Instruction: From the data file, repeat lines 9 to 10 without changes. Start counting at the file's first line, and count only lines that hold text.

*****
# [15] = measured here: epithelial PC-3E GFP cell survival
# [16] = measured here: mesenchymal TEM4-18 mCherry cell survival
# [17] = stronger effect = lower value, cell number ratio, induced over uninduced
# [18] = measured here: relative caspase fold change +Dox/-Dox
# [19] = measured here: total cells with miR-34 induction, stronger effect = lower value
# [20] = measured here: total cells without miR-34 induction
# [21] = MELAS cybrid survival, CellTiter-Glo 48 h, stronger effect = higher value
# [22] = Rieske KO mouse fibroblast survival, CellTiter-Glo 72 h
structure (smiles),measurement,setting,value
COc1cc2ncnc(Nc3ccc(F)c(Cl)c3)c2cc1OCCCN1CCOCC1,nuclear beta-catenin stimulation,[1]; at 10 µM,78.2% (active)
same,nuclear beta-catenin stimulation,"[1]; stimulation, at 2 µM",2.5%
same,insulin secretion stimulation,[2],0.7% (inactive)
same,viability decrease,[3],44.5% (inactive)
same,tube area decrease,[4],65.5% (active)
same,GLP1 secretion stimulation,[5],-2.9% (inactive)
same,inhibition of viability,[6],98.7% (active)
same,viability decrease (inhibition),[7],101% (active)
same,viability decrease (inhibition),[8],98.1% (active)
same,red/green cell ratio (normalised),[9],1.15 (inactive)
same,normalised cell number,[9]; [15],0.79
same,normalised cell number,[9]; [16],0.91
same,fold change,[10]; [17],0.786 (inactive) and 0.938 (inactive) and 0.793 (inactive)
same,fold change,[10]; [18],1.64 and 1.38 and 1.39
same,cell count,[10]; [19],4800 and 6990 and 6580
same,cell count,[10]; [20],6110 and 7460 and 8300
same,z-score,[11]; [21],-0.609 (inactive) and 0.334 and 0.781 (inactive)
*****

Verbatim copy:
structure (smiles),measurement,setting,value
COc1cc2ncnc(Nc3ccc(F)c(Cl)c3)c2cc1OCCCN1CCOCC1,nuclear beta-catenin stimulation,[1]; at 10 µM,78.2% (active)